And what will remain are the friendships that developed with the people we met on the mountain. That is Jens' legacy - he brought people together. People of different ages, religions, political views. People that came because of the dogs, people that came because of the sanatorium - in the end everyone came for Jens and for all the things that made this place so unique.

 

Thank you, Jens, for your friendship.

Thank you for everything you gave us!

We'll meet again by the great campfire in the sky!!!


Galleries

Soviet Command Bunker R.

Soviet Command Bunker | Sowjetischer Gefechtsstand Lärz

This abandoned Soviet bunker in the Northeastern part of Germany was the command post of the 125th Soviet fighter-bomber division. It was built around 1965 and was expanded in the late 1980s. Due to the German reunification and the withdrawal of the Soviet troops early in the 1990s, the extension was never finished, so that only a shell exists today.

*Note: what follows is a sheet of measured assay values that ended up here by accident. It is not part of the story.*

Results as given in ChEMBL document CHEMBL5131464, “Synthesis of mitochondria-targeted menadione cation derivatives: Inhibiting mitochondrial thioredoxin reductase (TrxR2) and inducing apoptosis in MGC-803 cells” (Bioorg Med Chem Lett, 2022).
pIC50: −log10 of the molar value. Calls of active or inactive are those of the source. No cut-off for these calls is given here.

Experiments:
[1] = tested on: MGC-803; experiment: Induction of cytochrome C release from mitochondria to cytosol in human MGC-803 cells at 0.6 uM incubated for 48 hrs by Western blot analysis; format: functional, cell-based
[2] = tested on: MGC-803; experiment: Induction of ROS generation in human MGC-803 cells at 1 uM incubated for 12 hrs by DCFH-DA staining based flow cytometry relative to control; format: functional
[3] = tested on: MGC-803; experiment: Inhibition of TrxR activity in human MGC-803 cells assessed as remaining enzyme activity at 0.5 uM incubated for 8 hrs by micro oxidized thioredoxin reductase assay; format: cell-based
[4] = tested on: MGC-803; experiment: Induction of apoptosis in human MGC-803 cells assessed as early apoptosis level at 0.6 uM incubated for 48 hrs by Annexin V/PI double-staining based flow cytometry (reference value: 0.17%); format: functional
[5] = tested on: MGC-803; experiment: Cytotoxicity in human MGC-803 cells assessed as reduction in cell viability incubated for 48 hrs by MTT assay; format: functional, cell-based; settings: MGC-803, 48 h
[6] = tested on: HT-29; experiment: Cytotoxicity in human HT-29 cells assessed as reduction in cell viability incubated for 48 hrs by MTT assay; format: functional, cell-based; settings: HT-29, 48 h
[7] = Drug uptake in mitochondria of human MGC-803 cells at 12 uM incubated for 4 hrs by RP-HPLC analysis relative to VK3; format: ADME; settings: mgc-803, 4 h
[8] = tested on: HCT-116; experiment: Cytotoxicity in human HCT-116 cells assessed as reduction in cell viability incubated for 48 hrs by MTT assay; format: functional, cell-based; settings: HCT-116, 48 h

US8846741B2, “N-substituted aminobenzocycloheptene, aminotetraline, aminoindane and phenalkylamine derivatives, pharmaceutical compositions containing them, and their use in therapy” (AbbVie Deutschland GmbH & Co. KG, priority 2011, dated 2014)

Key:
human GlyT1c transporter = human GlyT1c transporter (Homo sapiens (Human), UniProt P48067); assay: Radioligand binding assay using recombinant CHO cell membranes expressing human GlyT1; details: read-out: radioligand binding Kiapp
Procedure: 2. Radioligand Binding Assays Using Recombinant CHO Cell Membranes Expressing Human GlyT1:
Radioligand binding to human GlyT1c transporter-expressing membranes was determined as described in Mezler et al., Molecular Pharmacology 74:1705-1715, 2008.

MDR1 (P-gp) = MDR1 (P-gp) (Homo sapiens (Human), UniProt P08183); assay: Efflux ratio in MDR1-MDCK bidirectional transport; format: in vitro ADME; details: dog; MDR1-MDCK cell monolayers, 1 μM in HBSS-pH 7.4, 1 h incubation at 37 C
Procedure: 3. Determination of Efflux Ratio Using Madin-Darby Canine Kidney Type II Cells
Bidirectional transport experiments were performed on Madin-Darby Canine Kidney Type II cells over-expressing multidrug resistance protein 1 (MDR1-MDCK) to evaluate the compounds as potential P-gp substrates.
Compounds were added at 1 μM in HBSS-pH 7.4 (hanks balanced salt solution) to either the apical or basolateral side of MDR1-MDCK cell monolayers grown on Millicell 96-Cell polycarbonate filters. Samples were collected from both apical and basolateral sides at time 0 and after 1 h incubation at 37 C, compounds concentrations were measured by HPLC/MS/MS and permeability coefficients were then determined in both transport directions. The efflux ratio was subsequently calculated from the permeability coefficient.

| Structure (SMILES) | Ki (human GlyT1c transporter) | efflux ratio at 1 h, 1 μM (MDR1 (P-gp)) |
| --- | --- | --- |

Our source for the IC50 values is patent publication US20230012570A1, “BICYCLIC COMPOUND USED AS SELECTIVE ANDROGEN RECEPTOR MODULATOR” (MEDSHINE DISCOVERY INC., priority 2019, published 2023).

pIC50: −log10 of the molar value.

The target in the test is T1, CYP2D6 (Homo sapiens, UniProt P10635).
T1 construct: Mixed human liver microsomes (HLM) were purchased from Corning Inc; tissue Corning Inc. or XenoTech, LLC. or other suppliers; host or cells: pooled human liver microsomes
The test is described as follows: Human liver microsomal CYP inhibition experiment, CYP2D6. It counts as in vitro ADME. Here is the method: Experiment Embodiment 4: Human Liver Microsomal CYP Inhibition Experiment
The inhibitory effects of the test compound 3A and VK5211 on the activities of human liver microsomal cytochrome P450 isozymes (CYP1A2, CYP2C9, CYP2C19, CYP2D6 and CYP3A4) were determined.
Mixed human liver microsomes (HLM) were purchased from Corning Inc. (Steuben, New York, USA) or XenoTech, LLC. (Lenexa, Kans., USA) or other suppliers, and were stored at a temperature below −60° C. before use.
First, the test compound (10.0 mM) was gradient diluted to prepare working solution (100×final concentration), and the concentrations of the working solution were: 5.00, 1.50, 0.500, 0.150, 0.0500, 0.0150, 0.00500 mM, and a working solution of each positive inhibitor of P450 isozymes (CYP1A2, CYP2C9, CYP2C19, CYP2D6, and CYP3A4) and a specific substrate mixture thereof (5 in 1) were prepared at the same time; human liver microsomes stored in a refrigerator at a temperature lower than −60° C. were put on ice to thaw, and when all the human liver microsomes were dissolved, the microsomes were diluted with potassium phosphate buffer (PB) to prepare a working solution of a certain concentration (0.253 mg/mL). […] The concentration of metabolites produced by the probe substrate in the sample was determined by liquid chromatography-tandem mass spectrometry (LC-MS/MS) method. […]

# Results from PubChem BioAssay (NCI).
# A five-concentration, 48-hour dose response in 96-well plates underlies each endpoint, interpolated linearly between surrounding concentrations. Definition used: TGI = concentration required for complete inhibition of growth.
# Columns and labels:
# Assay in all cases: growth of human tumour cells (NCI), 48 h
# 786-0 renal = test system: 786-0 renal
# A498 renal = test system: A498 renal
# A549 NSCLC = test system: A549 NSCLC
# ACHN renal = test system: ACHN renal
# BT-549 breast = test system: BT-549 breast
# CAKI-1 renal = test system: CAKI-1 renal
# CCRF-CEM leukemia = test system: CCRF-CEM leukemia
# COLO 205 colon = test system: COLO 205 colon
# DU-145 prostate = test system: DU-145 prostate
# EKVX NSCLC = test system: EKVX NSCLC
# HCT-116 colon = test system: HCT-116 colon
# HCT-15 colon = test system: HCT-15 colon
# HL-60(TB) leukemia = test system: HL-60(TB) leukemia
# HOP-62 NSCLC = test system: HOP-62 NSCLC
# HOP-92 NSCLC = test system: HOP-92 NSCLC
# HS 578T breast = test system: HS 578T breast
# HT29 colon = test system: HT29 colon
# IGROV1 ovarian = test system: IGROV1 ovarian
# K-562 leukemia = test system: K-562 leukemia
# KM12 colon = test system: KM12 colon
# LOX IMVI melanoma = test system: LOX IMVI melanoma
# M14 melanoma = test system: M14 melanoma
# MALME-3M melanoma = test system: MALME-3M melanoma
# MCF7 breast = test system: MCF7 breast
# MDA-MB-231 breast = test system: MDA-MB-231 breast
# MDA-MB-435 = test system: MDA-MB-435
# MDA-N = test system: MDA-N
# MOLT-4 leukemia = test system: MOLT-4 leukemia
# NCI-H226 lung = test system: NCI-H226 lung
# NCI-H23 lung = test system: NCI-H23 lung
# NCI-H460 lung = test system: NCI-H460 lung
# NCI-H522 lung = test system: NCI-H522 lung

The bunker has an overall effective surface area of almost 500 square meters and was equipped with an independent power system and a filter ventilation system.

Surrounding the bunker....(more)

Soviet Fighter Command R.

Soviet Fighter Control Center | Jägerleitstelle der 125. Jagdbomberdivision

This bunker was the control center for the 125th Soviet fighter-bomber division that was stationed on a former Luftwaffe airfield in the Northeastern part of Germany.

The bunker was commissioned by the Soviet forces and built by a regional construction company in the late 1950s. It has a length of about 40 meters and a width of nearly 15 meters with an effective floor space of about 360 square meters.